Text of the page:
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This is the ideal process you should follow when buying land in Kenya

  1. Visit the area where you hope to buy land
  2. If it pleases you, express interest of purchase and request for a copy of the title deed from the landowner and present it to your lawyer.
  3. Your lawyer will then take it to the land registry and conduct a land search.
  4. Ask the owner to show you the beacons on the property which mark the land’s boundaries.
  5. Depending on how large your land portion is, it would be advisable to get your own surveyor to ensure that the beacons on the land are in the right place and the title you are buying is what is on the ground.
  6. The seller then drafts the sales agreement once you have discussed the terms of the sale. The prescribed standard is 10 per cent deposit and the 90 per cent balance in 90 days.
            a. Special conditions in the terms of sale that need to be included are the passport photos of the seller, copies of his PIN certificate and ID, which should all match the documents.
           b. If it is a company, it should provide you with a certificate of incorporation, the company PIN certificate and the PIN certificates and IDs of the company’s board of directors.
           c. It is easier to get this information at the negotiating stage before you sign the sale agreement.
  7. Sign the finalised sale agreement and then make the agreed deposit.
           a. The deposit could be held by the lawyer as a stakeholder and held safe.
           b. Alternatively, you can write an agreement to have the money paid directly to the buyer, however, if something goes wrong during the process, getting your money        back might be difficult.
  8. Once the sales agreement is signed, ensure you take it to a Huduma Centre and have it stamped. That authenticates the contract.
  9. You then raise the balance over the agreed upon time in the contract.
  10. Your lawyer prepares the land transfer document. Not that you need to go before the Land Control Board if the land is located in rural areas. In major cities, you go to the land commission to get consent from the land registrar to consent to the transfer of land.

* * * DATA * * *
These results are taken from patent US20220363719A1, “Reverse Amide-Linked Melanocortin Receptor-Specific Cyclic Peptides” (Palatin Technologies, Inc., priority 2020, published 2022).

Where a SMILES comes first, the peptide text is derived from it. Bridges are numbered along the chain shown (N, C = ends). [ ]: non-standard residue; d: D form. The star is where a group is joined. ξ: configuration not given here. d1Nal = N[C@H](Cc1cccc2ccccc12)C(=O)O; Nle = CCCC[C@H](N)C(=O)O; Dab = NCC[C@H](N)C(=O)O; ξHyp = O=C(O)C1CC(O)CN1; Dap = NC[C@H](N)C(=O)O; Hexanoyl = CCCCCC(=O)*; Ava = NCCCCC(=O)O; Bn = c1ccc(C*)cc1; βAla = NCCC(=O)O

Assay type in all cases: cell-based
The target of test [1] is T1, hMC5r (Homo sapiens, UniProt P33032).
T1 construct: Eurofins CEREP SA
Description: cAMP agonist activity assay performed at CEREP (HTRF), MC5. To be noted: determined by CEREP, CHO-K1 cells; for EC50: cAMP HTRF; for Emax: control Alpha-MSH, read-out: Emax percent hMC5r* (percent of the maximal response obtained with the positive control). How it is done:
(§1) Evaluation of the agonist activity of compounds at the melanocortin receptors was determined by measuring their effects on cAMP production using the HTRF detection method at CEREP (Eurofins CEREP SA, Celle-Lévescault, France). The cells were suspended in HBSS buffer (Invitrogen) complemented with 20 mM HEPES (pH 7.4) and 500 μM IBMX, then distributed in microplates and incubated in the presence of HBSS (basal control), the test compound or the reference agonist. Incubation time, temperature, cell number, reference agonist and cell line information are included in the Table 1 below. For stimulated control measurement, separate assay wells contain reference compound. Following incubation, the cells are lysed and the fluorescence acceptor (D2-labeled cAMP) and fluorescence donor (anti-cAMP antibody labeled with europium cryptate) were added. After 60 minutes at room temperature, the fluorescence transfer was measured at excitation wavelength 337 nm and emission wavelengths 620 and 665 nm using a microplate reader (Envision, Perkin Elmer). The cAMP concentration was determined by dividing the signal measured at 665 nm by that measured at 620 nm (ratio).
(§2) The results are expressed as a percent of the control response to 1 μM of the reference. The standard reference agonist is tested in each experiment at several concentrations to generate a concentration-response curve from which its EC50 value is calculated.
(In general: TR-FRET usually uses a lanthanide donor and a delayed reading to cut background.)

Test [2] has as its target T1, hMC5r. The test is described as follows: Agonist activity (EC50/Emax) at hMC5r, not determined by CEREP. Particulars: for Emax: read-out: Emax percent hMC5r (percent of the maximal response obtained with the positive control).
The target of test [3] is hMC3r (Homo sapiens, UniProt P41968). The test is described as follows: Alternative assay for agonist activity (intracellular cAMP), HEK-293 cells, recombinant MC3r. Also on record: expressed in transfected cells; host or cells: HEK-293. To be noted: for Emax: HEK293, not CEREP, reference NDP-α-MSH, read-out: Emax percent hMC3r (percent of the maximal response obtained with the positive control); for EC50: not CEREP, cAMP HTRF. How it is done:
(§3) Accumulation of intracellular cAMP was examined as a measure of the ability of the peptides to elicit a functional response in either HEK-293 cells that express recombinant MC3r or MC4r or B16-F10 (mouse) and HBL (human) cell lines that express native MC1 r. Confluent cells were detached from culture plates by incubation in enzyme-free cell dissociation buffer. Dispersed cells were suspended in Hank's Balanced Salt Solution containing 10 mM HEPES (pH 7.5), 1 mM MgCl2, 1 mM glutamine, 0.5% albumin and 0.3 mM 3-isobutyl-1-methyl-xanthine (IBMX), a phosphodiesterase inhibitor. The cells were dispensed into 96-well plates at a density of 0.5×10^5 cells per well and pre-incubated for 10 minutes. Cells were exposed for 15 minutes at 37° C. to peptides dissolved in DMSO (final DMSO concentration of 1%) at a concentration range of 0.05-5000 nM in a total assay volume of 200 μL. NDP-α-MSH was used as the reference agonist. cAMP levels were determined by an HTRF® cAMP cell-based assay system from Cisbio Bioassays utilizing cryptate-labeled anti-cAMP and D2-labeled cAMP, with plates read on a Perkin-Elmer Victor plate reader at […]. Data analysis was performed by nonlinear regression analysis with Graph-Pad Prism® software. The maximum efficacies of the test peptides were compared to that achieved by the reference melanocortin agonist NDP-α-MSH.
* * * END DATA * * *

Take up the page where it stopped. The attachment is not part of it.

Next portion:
11. You go before the board, which sits once a month, and fill in the required forms. Both the buyer and seller sit in or can send representatives to get consent for transfer. You cannot transfer land ownership without the consent from the board.
  12. Once you get consent, you then sign the transfer documents and attach the pictures of both the buyer and seller. You then come to the date of completion.
    a. Date of completion is the date you finally exchange documents and make the final installment.
    b. Balance is normally paid by bank transfer to the seller’s lawyer’s account
  13. Once the transfer is successful at the Lands office and the title is successfully transferred to the buyer, the seller’s lawyer then releases the money into the sellers account.
    a. If the buyer is unable to register the transfer at the Land’s office due to a dispute on the land, the seller’s lawyer may have to refund the buyer the final deposit.
    b. It is normally advised to the seller of the land to ensure that all interested parties on the land such as the seller’s children or wives sign a sales consent form with the buyers.
    c. Land has to be valued by a government surveyor to agree on the parties’ sale that determines the stamp duty value which is 4 per cent of the property cost in urban areas and 2 per cent of the property cost in rural areas, which also affects the price of the property.
  14. At the end of the land sale process, carry out another search at the Lands office to ensure that what is reflected in the file at the registry matches what you have in your hand.